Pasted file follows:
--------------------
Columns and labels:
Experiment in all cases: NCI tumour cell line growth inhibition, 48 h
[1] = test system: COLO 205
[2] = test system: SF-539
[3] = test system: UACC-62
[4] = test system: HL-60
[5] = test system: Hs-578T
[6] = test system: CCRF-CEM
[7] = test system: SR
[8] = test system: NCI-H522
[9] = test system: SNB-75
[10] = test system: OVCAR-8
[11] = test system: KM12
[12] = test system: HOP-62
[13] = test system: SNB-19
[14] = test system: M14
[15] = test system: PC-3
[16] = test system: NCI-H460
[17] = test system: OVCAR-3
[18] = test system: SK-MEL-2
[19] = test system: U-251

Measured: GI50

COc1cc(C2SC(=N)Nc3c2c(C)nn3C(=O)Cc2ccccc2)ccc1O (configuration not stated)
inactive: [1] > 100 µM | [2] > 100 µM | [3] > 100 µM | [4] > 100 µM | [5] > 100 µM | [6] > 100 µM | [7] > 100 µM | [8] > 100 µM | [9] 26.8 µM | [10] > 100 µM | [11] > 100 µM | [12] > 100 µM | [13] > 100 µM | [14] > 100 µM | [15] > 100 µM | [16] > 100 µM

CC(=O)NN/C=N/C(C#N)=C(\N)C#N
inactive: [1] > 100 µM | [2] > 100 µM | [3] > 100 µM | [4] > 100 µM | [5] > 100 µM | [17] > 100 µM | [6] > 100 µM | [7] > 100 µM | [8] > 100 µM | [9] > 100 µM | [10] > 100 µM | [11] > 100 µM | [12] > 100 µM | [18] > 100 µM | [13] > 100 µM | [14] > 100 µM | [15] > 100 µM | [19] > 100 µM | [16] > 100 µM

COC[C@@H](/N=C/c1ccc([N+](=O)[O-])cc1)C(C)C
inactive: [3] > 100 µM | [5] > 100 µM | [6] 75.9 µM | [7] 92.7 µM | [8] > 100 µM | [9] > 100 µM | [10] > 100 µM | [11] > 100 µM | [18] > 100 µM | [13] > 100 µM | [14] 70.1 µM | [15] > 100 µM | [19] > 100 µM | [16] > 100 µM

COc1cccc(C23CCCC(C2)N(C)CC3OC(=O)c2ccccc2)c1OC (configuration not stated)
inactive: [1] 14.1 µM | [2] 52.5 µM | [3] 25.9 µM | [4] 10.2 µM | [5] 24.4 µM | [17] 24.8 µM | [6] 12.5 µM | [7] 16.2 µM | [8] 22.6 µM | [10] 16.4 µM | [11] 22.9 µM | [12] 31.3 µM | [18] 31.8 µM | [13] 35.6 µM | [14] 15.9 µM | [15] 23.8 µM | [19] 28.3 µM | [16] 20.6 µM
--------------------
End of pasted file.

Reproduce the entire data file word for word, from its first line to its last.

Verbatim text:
Columns and labels:
Experiment in all cases: NCI tumour cell line growth inhibition, 48 h
[1] = test system: COLO 205
[2] = test system: SF-539
[3] = test system: UACC-62
[4] = test system: HL-60
[5] = test system: Hs-578T
[6] = test system: CCRF-CEM
[7] = test system: SR
[8] = test system: NCI-H522
[9] = test system: SNB-75
[10] = test system: OVCAR-8
[11] = test system: KM12
[12] = test system: HOP-62
[13] = test system: SNB-19
[14] = test system: M14
[15] = test system: PC-3
[16] = test system: NCI-H460
[17] = test system: OVCAR-3
[18] = test system: SK-MEL-2
[19] = test system: U-251

Measured: GI50

COc1cc(C2SC(=N)Nc3c2c(C)nn3C(=O)Cc2ccccc2)ccc1O (configuration not stated)
inactive: [1] > 100 µM | [2] > 100 µM | [3] > 100 µM | [4] > 100 µM | [5] > 100 µM | [6] > 100 µM | [7] > 100 µM | [8] > 100 µM | [9] 26.8 µM | [10] > 100 µM | [11] > 100 µM | [12] > 100 µM | [13] > 100 µM | [14] > 100 µM | [15] > 100 µM | [16] > 100 µM

CC(=O)NN/C=N/C(C#N)=C(\N)C#N
inactive: [1] > 100 µM | [2] > 100 µM | [3] > 100 µM | [4] > 100 µM | [5] > 100 µM | [17] > 100 µM | [6] > 100 µM | [7] > 100 µM | [8] > 100 µM | [9] > 100 µM | [10] > 100 µM | [11] > 100 µM | [12] > 100 µM | [18] > 100 µM | [13] > 100 µM | [14] > 100 µM | [15] > 100 µM | [19] > 100 µM | [16] > 100 µM

COC[C@@H](/N=C/c1ccc([N+](=O)[O-])cc1)C(C)C
inactive: [3] > 100 µM | [5] > 100 µM | [6] 75.9 µM | [7] 92.7 µM | [8] > 100 µM | [9] > 100 µM | [10] > 100 µM | [11] > 100 µM | [18] > 100 µM | [13] > 100 µM | [14] 70.1 µM | [15] > 100 µM | [19] > 100 µM | [16] > 100 µM

COc1cccc(C23CCCC(C2)N(C)CC3OC(=O)c2ccccc2)c1OC (configuration not stated)
inactive: [1] 14.1 µM | [2] 52.5 µM | [3] 25.9 µM | [4] 10.2 µM | [5] 24.4 µM | [17] 24.8 µM | [6] 12.5 µM | [7] 16.2 µM | [8] 22.6 µM | [10] 16.4 µM | [11] 22.9 µM | [12] 31.3 µM | [18] 31.8 µM | [13] 35.6 µM | [14] 15.9 µM | [15] 23.8 µM | [19] 28.3 µM | [16] 20.6 µM